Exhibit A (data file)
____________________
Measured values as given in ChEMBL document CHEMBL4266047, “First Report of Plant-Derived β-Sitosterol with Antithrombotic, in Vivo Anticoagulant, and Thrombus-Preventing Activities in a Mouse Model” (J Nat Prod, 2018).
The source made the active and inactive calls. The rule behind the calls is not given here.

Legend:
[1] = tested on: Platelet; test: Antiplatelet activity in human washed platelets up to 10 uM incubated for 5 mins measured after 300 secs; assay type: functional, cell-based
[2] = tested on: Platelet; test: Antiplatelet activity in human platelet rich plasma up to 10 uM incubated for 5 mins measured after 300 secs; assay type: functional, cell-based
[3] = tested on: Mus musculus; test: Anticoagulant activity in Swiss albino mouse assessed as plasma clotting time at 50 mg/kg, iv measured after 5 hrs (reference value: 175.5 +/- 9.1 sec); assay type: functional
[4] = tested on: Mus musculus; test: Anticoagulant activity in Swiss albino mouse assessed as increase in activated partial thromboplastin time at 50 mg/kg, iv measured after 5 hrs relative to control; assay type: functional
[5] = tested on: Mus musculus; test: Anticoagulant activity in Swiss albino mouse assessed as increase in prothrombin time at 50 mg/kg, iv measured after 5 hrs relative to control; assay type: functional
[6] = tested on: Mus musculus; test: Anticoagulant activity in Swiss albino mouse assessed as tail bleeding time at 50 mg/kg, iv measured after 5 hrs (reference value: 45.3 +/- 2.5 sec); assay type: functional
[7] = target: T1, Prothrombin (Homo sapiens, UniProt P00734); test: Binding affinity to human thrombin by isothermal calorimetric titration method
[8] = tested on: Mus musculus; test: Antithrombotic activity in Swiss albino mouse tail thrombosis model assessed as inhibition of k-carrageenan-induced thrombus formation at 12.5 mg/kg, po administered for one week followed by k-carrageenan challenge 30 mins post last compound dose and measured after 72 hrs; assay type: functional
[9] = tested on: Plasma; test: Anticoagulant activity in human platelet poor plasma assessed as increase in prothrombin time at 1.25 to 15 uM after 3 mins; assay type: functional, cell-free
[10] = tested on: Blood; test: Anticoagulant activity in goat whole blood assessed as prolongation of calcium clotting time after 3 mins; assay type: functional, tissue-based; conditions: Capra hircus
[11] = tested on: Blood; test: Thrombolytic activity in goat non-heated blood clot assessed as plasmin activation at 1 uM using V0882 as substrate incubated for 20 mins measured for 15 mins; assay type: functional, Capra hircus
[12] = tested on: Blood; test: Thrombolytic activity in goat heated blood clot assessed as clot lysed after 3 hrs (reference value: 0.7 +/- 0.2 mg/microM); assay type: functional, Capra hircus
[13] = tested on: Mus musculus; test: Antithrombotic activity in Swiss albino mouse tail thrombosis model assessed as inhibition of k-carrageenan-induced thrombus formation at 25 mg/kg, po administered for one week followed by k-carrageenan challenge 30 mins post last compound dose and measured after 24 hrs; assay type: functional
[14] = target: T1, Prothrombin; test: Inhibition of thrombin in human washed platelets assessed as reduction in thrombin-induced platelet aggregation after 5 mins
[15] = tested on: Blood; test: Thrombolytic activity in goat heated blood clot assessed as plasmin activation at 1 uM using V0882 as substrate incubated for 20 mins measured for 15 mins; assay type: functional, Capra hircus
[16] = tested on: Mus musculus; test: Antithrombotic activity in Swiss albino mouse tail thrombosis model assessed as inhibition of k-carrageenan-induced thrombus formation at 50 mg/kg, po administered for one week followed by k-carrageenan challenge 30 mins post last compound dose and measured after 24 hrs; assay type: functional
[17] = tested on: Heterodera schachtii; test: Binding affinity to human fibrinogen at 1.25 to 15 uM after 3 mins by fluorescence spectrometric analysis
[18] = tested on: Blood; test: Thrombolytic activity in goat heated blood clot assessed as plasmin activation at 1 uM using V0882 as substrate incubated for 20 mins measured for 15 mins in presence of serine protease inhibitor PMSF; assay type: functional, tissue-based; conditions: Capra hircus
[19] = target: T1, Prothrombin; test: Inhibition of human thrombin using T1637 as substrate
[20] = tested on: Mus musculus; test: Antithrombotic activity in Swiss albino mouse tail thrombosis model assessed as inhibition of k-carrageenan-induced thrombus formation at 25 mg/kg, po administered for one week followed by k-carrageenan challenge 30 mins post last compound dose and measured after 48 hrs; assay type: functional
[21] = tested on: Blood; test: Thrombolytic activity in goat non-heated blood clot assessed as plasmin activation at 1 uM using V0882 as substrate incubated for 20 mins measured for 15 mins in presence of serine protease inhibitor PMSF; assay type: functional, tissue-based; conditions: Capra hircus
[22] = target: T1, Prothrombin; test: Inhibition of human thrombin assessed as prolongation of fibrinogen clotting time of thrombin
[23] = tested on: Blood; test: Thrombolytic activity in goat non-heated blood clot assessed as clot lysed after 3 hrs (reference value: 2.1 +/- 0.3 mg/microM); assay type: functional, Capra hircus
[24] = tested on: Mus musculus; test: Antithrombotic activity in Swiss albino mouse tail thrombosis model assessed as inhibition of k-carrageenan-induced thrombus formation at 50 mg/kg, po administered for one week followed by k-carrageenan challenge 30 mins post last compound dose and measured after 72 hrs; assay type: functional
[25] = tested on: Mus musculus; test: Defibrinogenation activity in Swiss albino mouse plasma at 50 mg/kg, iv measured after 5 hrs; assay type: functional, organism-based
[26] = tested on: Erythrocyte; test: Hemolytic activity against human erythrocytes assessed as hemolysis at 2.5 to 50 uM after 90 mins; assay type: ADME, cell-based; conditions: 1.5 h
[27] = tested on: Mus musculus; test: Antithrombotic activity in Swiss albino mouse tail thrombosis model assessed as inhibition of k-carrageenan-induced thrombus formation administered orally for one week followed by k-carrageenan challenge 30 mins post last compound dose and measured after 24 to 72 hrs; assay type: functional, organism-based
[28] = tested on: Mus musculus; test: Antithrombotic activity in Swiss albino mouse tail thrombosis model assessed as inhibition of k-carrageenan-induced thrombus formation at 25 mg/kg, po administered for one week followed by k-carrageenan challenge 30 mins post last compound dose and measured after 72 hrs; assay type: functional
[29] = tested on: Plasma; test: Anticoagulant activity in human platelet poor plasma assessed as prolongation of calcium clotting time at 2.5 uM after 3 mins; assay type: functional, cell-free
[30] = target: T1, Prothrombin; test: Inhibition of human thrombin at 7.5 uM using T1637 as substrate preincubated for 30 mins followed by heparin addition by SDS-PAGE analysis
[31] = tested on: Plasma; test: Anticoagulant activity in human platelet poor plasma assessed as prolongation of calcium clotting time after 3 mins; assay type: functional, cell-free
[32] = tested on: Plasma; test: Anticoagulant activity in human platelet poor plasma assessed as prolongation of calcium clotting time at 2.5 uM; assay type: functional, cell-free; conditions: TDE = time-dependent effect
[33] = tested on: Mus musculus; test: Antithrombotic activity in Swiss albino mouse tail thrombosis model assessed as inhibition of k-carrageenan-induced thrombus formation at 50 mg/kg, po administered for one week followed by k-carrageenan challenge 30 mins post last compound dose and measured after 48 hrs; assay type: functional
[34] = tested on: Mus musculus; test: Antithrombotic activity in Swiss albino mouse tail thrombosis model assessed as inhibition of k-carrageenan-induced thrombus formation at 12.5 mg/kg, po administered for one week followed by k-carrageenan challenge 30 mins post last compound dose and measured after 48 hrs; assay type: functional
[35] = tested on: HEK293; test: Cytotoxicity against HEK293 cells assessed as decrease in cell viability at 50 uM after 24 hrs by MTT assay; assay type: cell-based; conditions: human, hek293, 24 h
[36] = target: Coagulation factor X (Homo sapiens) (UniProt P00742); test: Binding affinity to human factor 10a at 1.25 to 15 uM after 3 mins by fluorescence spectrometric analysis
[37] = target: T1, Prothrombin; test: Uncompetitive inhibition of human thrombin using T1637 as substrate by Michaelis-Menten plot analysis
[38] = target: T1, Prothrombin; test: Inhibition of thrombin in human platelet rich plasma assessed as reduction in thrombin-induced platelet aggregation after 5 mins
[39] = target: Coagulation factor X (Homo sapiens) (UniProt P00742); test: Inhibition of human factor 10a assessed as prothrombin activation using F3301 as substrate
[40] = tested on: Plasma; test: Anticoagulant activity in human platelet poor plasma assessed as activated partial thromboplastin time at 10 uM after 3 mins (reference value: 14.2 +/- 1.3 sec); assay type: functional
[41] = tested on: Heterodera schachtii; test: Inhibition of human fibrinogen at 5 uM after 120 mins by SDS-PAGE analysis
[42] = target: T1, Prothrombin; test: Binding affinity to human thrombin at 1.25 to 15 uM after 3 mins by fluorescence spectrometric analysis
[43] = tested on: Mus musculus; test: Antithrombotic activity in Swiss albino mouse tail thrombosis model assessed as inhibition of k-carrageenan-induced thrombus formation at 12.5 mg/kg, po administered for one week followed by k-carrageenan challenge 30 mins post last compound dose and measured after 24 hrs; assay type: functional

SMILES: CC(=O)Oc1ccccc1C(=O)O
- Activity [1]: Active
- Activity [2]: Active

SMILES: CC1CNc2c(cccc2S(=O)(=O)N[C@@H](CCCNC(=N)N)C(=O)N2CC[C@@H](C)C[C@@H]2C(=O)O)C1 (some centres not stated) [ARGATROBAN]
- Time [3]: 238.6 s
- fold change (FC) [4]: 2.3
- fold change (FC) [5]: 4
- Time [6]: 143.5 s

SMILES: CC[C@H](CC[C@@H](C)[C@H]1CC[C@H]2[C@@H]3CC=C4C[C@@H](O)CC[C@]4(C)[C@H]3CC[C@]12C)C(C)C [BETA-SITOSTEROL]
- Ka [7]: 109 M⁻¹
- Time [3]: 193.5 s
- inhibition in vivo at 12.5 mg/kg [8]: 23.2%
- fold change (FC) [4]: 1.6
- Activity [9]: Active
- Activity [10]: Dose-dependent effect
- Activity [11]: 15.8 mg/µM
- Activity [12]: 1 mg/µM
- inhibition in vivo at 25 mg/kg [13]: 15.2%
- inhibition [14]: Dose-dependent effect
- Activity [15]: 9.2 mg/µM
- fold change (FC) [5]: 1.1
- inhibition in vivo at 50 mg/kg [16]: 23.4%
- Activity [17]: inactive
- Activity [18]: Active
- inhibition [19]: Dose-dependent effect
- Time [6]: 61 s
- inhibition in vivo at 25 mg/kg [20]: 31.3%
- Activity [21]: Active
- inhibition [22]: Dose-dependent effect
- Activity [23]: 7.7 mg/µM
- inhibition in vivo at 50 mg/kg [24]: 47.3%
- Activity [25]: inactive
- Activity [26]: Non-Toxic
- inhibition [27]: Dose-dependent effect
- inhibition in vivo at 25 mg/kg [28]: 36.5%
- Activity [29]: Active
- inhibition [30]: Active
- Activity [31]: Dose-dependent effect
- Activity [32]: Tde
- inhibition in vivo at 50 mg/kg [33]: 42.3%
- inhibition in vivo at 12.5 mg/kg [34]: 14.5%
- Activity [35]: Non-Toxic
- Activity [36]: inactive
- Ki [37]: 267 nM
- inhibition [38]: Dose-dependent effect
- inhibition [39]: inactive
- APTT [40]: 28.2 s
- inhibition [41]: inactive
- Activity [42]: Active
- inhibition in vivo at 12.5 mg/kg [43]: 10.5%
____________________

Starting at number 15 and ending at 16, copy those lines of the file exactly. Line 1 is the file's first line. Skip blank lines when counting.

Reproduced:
[12] = tested on: Blood; test: Thrombolytic activity in goat heated blood clot assessed as clot lysed after 3 hrs (reference value: 0.7 +/- 0.2 mg/microM); assay type: functional, Capra hircus
[13] = tested on: Mus musculus; test: Antithrombotic activity in Swiss albino mouse tail thrombosis model assessed as inhibition of k-carrageenan-induced thrombus formation at 25 mg/kg, po administered for one week followed by k-carrageenan challenge 30 mins post last compound dose and measured after 24 hrs; assay type: functional